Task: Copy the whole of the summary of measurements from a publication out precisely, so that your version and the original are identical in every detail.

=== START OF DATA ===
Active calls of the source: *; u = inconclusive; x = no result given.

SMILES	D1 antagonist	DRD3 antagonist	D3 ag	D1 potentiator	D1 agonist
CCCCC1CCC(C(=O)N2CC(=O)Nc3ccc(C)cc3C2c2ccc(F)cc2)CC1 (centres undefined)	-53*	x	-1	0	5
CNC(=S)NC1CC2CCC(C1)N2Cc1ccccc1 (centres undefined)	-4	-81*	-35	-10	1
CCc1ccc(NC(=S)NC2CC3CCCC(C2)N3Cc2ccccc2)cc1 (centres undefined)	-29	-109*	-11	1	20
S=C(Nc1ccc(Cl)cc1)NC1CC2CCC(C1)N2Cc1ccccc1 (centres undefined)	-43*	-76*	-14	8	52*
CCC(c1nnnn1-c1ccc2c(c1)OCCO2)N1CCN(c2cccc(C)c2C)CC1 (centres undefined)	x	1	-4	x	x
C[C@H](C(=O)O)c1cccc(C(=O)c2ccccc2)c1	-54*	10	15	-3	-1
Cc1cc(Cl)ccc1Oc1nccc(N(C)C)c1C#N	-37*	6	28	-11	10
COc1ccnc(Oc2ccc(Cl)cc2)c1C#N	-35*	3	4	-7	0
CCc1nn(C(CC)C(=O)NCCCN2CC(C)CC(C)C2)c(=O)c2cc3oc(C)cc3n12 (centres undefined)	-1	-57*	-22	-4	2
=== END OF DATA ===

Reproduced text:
Active calls of the source: *; u = inconclusive; x = no result given.

SMILES	D1 antagonist	DRD3 antagonist	D3 ag	D1 potentiator	D1 agonist
CCCCC1CCC(C(=O)N2CC(=O)Nc3ccc(C)cc3C2c2ccc(F)cc2)CC1 (centres undefined)	-53*	x	-1	0	5
CNC(=S)NC1CC2CCC(C1)N2Cc1ccccc1 (centres undefined)	-4	-81*	-35	-10	1
CCc1ccc(NC(=S)NC2CC3CCCC(C2)N3Cc2ccccc2)cc1 (centres undefined)	-29	-109*	-11	1	20
S=C(Nc1ccc(Cl)cc1)NC1CC2CCC(C1)N2Cc1ccccc1 (centres undefined)	-43*	-76*	-14	8	52*
CCC(c1nnnn1-c1ccc2c(c1)OCCO2)N1CCN(c2cccc(C)c2C)CC1 (centres undefined)	x	1	-4	x	x
C[C@H](C(=O)O)c1cccc(C(=O)c2ccccc2)c1	-54*	10	15	-3	-1
Cc1cc(Cl)ccc1Oc1nccc(N(C)C)c1C#N	-37*	6	28	-11	10
COc1ccnc(Oc2ccc(Cl)cc2)c1C#N	-35*	3	4	-7	0
CCc1nn(C(CC)C(=O)NCCCN2CC(C)CC(C)C2)c(=O)c2cc3oc(C)cc3n12 (centres undefined)	-1	-57*	-22	-4	2